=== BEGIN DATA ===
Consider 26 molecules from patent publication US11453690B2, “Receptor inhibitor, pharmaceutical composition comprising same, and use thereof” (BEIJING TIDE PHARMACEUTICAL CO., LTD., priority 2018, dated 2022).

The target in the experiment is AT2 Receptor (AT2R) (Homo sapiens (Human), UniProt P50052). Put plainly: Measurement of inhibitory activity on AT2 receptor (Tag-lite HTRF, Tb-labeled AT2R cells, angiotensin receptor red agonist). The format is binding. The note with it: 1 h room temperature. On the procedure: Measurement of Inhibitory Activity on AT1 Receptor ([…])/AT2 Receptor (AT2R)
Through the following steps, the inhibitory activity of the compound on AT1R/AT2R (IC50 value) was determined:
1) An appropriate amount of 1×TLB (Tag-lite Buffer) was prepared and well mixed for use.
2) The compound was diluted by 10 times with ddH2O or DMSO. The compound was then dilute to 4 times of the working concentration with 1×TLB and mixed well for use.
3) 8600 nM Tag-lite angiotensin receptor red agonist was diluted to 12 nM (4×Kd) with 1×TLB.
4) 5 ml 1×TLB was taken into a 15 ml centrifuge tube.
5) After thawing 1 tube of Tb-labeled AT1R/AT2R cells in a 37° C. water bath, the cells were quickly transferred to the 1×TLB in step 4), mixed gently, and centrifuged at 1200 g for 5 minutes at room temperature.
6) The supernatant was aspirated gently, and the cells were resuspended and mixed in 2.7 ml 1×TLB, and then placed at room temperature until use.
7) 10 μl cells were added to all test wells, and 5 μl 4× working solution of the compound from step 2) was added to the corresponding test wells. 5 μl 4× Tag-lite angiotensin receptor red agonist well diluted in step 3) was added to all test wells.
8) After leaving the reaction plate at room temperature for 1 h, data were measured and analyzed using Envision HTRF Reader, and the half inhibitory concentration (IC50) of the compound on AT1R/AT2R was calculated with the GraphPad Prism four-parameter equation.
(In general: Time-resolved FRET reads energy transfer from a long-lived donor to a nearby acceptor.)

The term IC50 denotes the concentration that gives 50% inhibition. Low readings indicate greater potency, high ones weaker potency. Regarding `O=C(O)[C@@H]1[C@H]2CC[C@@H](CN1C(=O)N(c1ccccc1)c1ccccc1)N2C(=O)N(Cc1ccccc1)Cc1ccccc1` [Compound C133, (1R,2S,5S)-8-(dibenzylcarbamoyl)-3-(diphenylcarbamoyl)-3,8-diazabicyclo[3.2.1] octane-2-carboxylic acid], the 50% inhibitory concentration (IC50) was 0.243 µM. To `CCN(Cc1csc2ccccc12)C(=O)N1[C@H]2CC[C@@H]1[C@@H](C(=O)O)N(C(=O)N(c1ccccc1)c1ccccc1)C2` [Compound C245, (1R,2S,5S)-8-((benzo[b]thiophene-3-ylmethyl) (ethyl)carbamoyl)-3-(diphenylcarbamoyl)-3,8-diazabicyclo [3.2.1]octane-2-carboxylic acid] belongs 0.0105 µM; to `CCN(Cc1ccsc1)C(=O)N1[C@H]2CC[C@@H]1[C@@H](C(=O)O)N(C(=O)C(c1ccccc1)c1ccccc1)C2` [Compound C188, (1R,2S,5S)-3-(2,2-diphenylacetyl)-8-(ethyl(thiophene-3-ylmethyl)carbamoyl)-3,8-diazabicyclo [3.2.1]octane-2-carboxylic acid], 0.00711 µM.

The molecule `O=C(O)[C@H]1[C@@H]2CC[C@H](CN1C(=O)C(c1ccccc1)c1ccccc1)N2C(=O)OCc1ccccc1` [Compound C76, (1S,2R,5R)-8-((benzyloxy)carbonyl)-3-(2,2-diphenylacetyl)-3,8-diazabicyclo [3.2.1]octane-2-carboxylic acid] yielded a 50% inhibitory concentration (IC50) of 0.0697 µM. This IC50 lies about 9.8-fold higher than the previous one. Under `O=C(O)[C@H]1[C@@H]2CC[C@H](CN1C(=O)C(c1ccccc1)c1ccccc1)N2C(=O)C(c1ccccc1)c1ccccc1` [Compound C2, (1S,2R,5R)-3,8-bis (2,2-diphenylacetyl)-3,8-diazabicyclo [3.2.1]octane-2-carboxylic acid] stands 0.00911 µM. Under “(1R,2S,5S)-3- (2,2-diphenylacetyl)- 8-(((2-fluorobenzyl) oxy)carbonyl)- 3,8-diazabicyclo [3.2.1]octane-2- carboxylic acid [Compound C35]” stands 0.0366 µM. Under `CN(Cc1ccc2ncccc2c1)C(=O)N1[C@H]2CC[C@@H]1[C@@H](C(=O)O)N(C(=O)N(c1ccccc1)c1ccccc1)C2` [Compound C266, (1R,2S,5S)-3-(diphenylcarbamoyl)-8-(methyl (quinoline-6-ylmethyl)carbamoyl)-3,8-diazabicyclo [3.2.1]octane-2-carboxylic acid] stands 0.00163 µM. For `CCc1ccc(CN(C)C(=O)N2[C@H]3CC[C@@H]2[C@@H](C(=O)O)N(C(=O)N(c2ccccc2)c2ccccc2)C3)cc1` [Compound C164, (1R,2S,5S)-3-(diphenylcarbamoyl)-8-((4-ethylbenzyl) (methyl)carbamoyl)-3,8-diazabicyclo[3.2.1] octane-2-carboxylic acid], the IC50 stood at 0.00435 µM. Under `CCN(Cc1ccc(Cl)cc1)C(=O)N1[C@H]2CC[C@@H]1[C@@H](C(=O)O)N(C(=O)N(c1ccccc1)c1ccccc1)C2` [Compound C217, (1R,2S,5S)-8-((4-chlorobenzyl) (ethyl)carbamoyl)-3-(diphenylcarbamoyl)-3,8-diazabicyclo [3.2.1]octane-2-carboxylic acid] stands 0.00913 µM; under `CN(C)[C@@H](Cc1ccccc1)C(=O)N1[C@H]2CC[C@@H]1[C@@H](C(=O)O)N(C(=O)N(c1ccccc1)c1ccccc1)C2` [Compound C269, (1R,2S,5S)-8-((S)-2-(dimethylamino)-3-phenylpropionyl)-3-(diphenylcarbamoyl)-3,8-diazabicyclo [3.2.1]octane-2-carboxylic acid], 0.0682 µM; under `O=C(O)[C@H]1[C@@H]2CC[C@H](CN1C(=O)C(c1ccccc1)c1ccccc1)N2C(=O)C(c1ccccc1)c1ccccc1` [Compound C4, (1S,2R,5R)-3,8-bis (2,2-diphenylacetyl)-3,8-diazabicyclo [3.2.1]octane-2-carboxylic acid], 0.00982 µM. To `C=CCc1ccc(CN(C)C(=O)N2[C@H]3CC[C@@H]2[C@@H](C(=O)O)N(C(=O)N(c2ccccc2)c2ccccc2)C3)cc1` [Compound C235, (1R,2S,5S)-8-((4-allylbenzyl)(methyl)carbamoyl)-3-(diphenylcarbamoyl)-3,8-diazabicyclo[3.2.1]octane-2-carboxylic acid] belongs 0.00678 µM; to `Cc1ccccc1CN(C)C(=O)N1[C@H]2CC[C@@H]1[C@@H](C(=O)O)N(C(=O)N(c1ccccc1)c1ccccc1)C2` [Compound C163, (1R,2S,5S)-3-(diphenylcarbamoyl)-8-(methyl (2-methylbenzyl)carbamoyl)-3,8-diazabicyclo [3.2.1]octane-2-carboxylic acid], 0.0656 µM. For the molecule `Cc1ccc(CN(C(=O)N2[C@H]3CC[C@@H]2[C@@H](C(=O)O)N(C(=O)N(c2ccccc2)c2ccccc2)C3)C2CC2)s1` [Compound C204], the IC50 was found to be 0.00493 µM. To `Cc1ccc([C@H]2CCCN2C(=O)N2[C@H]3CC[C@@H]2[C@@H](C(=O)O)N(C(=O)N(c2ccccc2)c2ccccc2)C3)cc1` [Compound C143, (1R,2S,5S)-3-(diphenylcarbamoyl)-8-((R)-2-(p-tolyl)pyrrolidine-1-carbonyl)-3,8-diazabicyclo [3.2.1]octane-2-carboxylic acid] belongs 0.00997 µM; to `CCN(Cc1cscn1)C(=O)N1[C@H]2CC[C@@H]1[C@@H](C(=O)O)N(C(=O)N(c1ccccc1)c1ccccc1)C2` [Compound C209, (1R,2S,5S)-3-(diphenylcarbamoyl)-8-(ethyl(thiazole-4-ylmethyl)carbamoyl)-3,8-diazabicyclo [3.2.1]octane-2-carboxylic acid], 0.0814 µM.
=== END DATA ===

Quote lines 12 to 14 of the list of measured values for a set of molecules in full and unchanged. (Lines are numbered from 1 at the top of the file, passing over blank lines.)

(In general: Time-resolved FRET reads energy transfer from a long-lived donor to a nearby acceptor.)

The term IC50 denotes the concentration that gives 50% inhibition. Low readings indicate greater potency, high ones weaker potency. Regarding `O=C(O)[C@@H]1[C@H]2CC[C@@H](CN1C(=O)N(c1ccccc1)c1ccccc1)N2C(=O)N(Cc1ccccc1)Cc1ccccc1` [Compound C133, (1R,2S,5S)-8-(dibenzylcarbamoyl)-3-(diphenylcarbamoyl)-3,8-diazabicyclo[3.2.1] octane-2-carboxylic acid], the 50% inhibitory concentration (IC50) was 0.243 µM. To `CCN(Cc1csc2ccccc12)C(=O)N1[C@H]2CC[C@@H]1[C@@H](C(=O)O)N(C(=O)N(c1ccccc1)c1ccccc1)C2` [Compound C245, (1R,2S,5S)-8-((benzo[b]thiophene-3-ylmethyl) (ethyl)carbamoyl)-3-(diphenylcarbamoyl)-3,8-diazabicyclo [3.2.1]octane-2-carboxylic acid] belongs 0.0105 µM; to `CCN(Cc1ccsc1)C(=O)N1[C@H]2CC[C@@H]1[C@@H](C(=O)O)N(C(=O)C(c1ccccc1)c1ccccc1)C2` [Compound C188, (1R,2S,5S)-3-(2,2-diphenylacetyl)-8-(ethyl(thiophene-3-ylmethyl)carbamoyl)-3,8-diazabicyclo [3.2.1]octane-2-carboxylic acid], 0.00711 µM.

The molecule `O=C(O)[C@H]1[C@@H]2CC[C@H](CN1C(=O)C(c1ccccc1)c1ccccc1)N2C(=O)OCc1ccccc1` [Compound C76, (1S,2R,5R)-8-((benzyloxy)carbonyl)-3-(2,2-diphenylacetyl)-3,8-diazabicyclo [3.2.1]octane-2-carboxylic acid] yielded a 50% inhibitory concentration (IC50) of 0.0697 µM. This IC50 lies about 9.8-fold higher than the previous one. Under `O=C(O)[C@H]1[C@@H]2CC[C@H](CN1C(=O)C(c1ccccc1)c1ccccc1)N2C(=O)C(c1ccccc1)c1ccccc1` [Compound C2, (1S,2R,5R)-3,8-bis (2,2-diphenylacetyl)-3,8-diazabicyclo [3.2.1]octane-2-carboxylic acid] stands 0.00911 µM. Under “(1R,2S,5S)-3- (2,2-diphenylacetyl)- 8-(((2-fluorobenzyl) oxy)carbonyl)- 3,8-diazabicyclo [3.2.1]octane-2- carboxylic acid [Compound C35]” stands 0.0366 µM. Under `CN(Cc1ccc2ncccc2c1)C(=O)N1[C@H]2CC[C@@H]1[C@@H](C(=O)O)N(C(=O)N(c1ccccc1)c1ccccc1)C2` [Compound C266, (1R,2S,5S)-3-(diphenylcarbamoyl)-8-(methyl (quinoline-6-ylmethyl)carbamoyl)-3,8-diazabicyclo [3.2.1]octane-2-carboxylic acid] stands 0.00163 µM. For `CCc1ccc(CN(C)C(=O)N2[C@H]3CC[C@@H]2[C@@H](C(=O)O)N(C(=O)N(c2ccccc2)c2ccccc2)C3)cc1` [Compound C164, (1R,2S,5S)-3-(diphenylcarbamoyl)-8-((4-ethylbenzyl) (methyl)carbamoyl)-3,8-diazabicyclo[3.2.1] octane-2-carboxylic acid], the IC50 stood at 0.00435 µM. Under `CCN(Cc1ccc(Cl)cc1)C(=O)N1[C@H]2CC[C@@H]1[C@@H](C(=O)O)N(C(=O)N(c1ccccc1)c1ccccc1)C2` [Compound C217, (1R,2S,5S)-8-((4-chlorobenzyl) (ethyl)carbamoyl)-3-(diphenylcarbamoyl)-3,8-diazabicyclo [3.2.1]octane-2-carboxylic acid] stands 0.00913 µM; under `CN(C)[C@@H](Cc1ccccc1)C(=O)N1[C@H]2CC[C@@H]1[C@@H](C(=O)O)N(C(=O)N(c1ccccc1)c1ccccc1)C2` [Compound C269, (1R,2S,5S)-8-((S)-2-(dimethylamino)-3-phenylpropionyl)-3-(diphenylcarbamoyl)-3,8-diazabicyclo [3.2.1]octane-2-carboxylic acid], 0.0682 µM; under `O=C(O)[C@H]1[C@@H]2CC[C@H](CN1C(=O)C(c1ccccc1)c1ccccc1)N2C(=O)C(c1ccccc1)c1ccccc1` [Compound C4, (1S,2R,5R)-3,8-bis (2,2-diphenylacetyl)-3,8-diazabicyclo [3.2.1]octane-2-carboxylic acid], 0.00982 µM. To `C=CCc1ccc(CN(C)C(=O)N2[C@H]3CC[C@@H]2[C@@H](C(=O)O)N(C(=O)N(c2ccccc2)c2ccccc2)C3)cc1` [Compound C235, (1R,2S,5S)-8-((4-allylbenzyl)(methyl)carbamoyl)-3-(diphenylcarbamoyl)-3,8-diazabicyclo[3.2.1]octane-2-carboxylic acid] belongs 0.00678 µM; to `Cc1ccccc1CN(C)C(=O)N1[C@H]2CC[C@@H]1[C@@H](C(=O)O)N(C(=O)N(c1ccccc1)c1ccccc1)C2` [Compound C163, (1R,2S,5S)-3-(diphenylcarbamoyl)-8-(methyl (2-methylbenzyl)carbamoyl)-3,8-diazabicyclo [3.2.1]octane-2-carboxylic acid], 0.0656 µM. For the molecule `Cc1ccc(CN(C(=O)N2[C@H]3CC[C@@H]2[C@@H](C(=O)O)N(C(=O)N(c2ccccc2)c2ccccc2)C3)C2CC2)s1` [Compound C204], the IC50 was found to be 0.00493 µM. To `Cc1ccc([C@H]2CCCN2C(=O)N2[C@H]3CC[C@@H]2[C@@H](C(=O)O)N(C(=O)N(c2ccccc2)c2ccccc2)C3)cc1` [Compound C143, (1R,2S,5S)-3-(diphenylcarbamoyl)-8-((R)-2-(p-tolyl)pyrrolidine-1-carbonyl)-3,8-diazabicyclo [3.2.1]octane-2-carboxylic acid] belongs 0.00997 µM; to `CCN(Cc1cscn1)C(=O)N1[C@H]2CC[C@@H]1[C@@H](C(=O)O)N(C(=O)N(c1ccccc1)c1ccccc1)C2` [Compound C209, (1R,2S,5S)-3-(diphenylcarbamoyl)-8-(ethyl(thiazole-4-ylmethyl)carbamoyl)-3,8-diazabicyclo [3.2.1]octane-2-carboxylic acid], 0.0814 µM.